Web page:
8

Suppose I write a function in a bash script, with the name of an available binary, say, pwd:

function pwd(){
    echo '/'
}

Alright, that seems a bit weird, but the question is: what will happen if further in my script I write the commands:

cd /usr
pwd

What pwd will be used? Also, how can I force the use of the other one?

10

Your function will get called because it hides the pwd builtin.

To force the command to be executed, use the command builtin:

command pwd

From bash manual:

   command [-pVv] command [arg ...]
          Run command with args  suppressing  the  normal  shell  function
          lookup.  Only builtin commands or commands found in the PATH are
          executed.  If the -p option is given, the search for command  is
          performed  using  a default value for PATH that is guaranteed to
          find all of the standard utilities.  If  either  the  -V  or  -v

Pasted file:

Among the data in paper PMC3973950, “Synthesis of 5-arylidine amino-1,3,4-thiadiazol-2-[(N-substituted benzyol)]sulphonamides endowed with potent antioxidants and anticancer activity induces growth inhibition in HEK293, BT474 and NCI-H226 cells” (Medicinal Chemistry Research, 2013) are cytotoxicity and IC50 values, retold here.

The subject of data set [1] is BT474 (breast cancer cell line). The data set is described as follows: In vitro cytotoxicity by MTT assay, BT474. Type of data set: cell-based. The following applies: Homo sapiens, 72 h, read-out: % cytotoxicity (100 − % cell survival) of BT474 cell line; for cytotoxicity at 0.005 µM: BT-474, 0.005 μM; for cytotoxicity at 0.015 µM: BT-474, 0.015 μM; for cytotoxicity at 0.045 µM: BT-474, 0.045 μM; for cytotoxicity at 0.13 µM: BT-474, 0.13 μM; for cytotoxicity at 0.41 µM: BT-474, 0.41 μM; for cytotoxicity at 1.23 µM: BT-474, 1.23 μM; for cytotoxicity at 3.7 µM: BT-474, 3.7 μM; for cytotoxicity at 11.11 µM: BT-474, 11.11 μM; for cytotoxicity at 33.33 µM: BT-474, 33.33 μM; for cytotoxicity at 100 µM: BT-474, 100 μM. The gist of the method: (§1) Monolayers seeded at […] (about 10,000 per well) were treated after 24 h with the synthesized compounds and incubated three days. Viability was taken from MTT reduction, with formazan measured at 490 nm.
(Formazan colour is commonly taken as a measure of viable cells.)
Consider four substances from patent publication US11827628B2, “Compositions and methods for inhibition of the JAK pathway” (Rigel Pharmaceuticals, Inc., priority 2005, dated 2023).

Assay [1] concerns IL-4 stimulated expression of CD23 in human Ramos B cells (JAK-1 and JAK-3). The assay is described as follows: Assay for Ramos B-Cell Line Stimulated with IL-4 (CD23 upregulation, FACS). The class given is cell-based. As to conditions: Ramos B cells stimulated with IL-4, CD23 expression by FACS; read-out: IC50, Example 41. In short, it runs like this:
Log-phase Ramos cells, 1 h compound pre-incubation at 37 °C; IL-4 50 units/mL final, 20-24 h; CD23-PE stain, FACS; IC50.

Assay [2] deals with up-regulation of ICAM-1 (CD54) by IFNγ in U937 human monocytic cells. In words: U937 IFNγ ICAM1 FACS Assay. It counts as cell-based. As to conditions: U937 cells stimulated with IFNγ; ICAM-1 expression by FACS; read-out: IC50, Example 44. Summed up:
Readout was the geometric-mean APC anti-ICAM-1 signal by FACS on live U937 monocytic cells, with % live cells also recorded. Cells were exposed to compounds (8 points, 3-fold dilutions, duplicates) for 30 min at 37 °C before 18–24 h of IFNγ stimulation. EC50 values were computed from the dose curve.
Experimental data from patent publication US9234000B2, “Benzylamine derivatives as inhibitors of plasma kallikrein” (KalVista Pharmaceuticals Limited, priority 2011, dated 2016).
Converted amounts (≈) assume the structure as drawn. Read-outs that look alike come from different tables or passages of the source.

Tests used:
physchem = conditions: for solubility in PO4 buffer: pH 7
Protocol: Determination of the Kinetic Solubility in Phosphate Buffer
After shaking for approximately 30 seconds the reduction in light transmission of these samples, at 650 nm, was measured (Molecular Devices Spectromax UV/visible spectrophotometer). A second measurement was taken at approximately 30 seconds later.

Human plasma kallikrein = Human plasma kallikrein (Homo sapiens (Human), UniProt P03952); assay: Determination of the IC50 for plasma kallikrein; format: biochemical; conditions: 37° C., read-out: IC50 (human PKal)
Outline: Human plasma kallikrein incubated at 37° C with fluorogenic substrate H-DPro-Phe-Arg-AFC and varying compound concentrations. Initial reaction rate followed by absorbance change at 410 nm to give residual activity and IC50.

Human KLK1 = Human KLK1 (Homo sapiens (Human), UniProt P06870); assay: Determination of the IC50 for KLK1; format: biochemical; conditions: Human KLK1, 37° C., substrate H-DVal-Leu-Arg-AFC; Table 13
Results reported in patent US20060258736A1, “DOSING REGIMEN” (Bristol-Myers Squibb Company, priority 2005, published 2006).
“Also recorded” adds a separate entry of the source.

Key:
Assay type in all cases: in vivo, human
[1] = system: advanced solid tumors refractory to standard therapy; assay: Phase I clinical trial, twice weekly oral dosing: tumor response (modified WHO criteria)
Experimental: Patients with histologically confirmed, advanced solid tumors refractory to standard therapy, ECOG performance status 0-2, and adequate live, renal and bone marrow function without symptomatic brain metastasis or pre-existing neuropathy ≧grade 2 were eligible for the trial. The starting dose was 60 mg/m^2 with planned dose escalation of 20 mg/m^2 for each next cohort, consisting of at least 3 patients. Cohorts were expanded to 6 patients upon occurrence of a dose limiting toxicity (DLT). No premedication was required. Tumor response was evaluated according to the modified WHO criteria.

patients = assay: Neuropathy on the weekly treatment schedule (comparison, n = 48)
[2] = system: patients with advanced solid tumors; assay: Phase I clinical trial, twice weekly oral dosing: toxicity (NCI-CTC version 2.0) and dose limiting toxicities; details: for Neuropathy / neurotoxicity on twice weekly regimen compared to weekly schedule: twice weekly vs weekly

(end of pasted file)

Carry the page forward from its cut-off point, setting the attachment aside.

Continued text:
option is supplied, a description of command is printed.  The -v
          option causes a single word indicating the command or file  name
          used to invoke command to be displayed; the -V option produces a
          more verbose description.  If the -V or -v option  is  supplied,
          the  exit  status  is  0 if command was found, and 1 if not.  If
          neither option is supplied and an error occurred or command can-
          not  be found, the exit status is 127.  Otherwise, the exit sta-
          tus of the command builtin is the exit status of command.
6

Function will have precedence. You can check it easily using type pwd.

Considering that pwd is a builtin, you can reach the real implementation using builtin pwd.

If you want to actually get the executable from your system, you can refer to its path, e.g. using $(which pwd).

  • In Zsh, the which builtin executed on an alias will print the alias value. – aymericbeaumet Sep 3 '13 at 12:18
0

Functions take precedence over path search. Use the full path to avoid inboking the function. The builtin keyword provides a similar facility for Bash's built-in keywords (echo, cd, etc)

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